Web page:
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The dentist's disco
The sign outside an abandoned building on Second Street in the Old Illmo section of Scott City says "Viking Post 168." From the outside there's nothing special about the brick building with mirrored windows that members of a fraternal organization once called home. But like all old buildings, it has a story to tell.
It's about the life and death of disco in a small town.
The place was once home to Doc's Disco, the center of the disco culture in Southeast Missouri according to those who remember the night spot's heyday in the late 1970s and early 1980s.
Doc's was started by Dr. Steven Roth, a prominent Scott City dentist who died of a heart attack in 2003. He brought the disco to life and made it one of the coolest places to get down in the area, said his sister, Peggy Brooks.
"It was something he just wanted to do," she said. "He designed it and planned it, and all the family sort of helped out in construction. It was one of the biggest things ever around here, it's the type of thing you might have seen in New York City."
The new building was planned and constructed in grand disco style. The 8,000-square-foot space was filled with mirrors, more than 9,000 of them. Lights were installed inside the glass floor for the optimal disco-dancing experience.
Those lights could make 350,000 different patterns.
Mirrored glass was everywhere -- on the walls, the railing and the poles. All those mirrors were complemented by a healthy supply of plants. Eifert said one corner of Doc's looked like a jungle.
Those who came to party through the night dressed in the height of disco fashion, Eifert said. "You didn't think you were in Illmo," he said.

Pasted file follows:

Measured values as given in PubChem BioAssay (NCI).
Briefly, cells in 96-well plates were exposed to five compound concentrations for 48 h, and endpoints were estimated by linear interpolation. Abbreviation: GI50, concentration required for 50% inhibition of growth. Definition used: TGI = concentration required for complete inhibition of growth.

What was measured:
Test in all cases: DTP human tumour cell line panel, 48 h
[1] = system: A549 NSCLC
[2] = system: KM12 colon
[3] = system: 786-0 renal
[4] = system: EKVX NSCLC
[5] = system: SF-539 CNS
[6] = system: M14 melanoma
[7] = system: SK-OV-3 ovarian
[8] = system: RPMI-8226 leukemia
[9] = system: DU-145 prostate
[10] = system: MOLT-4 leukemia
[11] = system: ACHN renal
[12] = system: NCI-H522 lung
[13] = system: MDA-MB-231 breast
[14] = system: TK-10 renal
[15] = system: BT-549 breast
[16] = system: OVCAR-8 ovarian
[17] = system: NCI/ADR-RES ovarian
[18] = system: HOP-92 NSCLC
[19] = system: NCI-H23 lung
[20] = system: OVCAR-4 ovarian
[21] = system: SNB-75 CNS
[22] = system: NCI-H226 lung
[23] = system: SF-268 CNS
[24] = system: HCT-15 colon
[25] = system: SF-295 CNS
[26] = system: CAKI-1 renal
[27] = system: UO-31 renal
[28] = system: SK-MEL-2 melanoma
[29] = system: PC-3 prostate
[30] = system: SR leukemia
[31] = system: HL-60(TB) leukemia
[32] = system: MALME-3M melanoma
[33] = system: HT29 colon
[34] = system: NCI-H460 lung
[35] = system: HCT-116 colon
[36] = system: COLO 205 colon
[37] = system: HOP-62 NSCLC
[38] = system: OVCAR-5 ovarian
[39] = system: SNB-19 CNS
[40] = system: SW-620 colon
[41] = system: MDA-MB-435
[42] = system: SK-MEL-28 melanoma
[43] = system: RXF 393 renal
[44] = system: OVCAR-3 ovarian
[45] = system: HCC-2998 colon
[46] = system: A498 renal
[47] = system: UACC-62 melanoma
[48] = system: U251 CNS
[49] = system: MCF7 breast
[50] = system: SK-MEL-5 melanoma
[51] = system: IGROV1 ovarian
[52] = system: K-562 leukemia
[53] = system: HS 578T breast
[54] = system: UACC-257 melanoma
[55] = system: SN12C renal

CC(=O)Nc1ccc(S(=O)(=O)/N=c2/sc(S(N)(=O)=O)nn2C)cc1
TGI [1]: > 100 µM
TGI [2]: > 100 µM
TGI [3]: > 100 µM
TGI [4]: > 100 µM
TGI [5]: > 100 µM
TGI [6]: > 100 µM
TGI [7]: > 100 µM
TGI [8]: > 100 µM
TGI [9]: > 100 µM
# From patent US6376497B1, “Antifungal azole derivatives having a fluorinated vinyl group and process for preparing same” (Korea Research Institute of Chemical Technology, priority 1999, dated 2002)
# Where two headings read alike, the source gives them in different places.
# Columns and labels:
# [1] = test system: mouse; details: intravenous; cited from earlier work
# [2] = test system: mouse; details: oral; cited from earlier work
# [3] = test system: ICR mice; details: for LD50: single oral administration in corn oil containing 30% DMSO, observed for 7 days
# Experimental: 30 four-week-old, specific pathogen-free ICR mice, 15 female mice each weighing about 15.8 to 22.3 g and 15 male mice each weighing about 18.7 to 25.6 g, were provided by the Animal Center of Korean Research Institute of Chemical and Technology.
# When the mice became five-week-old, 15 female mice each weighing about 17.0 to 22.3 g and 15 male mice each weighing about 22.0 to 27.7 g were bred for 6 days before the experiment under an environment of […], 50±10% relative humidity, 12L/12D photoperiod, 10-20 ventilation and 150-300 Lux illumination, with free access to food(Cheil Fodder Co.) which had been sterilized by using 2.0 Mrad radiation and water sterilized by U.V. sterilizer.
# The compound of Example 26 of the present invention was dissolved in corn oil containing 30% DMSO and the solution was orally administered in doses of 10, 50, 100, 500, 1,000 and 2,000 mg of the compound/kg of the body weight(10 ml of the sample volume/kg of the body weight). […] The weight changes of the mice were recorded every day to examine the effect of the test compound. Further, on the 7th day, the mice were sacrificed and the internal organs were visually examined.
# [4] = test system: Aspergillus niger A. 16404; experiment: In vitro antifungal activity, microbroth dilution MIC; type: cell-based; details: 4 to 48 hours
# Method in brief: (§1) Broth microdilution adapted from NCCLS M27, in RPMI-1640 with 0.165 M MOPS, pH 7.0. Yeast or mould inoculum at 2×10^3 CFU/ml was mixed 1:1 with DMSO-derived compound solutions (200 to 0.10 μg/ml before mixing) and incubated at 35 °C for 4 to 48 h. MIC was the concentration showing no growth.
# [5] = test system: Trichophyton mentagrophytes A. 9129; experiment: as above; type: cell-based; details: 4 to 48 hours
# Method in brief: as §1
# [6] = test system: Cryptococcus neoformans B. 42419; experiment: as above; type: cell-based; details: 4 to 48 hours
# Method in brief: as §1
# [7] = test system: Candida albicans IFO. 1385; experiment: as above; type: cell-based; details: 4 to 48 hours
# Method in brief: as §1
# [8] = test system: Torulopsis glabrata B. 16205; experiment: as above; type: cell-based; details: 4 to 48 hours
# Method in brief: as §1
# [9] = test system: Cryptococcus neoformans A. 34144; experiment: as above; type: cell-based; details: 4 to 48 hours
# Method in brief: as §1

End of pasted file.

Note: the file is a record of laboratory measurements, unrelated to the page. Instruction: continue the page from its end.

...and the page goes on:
It wasn't just young people who enjoyed Doc's. Established professionals in middle age frequented the place, Brooks said.
Roth started the disco while in his early 30s, after finishing dental school at the University of Missouri at Kansas City. At school he worked as a waiter to earn spending money. When he returned to Scott City, Roth wanted to put his love of disco and the things he picked up about the restaurant business to good use.
"That planted the seed, and he just couldn't wait to start a business in Old Illmo, his hometown," said his father, Raymond Roth.
The building that became Doc's used to be known for a cafe that operated from the 1940s to the 1960s. Steven Roth bought the building, salvaged its outside walls and added onto the front, opening Doc's in 1979.
Kim Eifert of Scott City remembers going to Doc's when the place opened. He said it was nearly impossible to find a parking spot. That is, unless a person could get there early and take advantage of Doc's valet parking.
"People came from everywhere, like St. Louis," Eifert said. "Sometimes they had to turn people away. It was standing room only, upstairs and downstairs."
A typical weekend night at Doc's started with dinner. Those who went say it was a fine eating establishment that was particularly famous for its steaks. Lunch patrons also raved about the Monte Cristo sandwich.
"The steak man had a reputation around the country," said Raymond Roth.
The kitchen stopped serving around 9:30 p.m. The light show started about 10 p.m., and dancers filled the mirrored floor and stayed there until the early morning hours.
But the good times didn't last long. Doc's closed around 1980. Raymond Roth said it was due to the high price of gasoline. Much of the out-of-town clientele who kept the place going simply stopped coming.
"He certainly had the civic pride, but the town and the area just weren't ready for something that big," Raymond Roth said.
Doc's today seems like it's decorated for disco's funeral. Lights of multiple colors hang suspended in a starburst pattern over what used to be the dance floor. Off to the side sits an old DJ box, and the mirrors remain attached to the poles.
Artist and businessman Paul Schock and Scott City building inspector Rob Hodo recently purchased the building. They plan to renovate the building and rent it to a business. Schock, who has invested heavily in the redevelopment of Scott City, said they don't want to see another building lost in the Old Illmo district.
Raymond Roth said his son shared that sentiment.
"He was really fired up about bringing Old Illmo back," he said.
335-6611, extension 182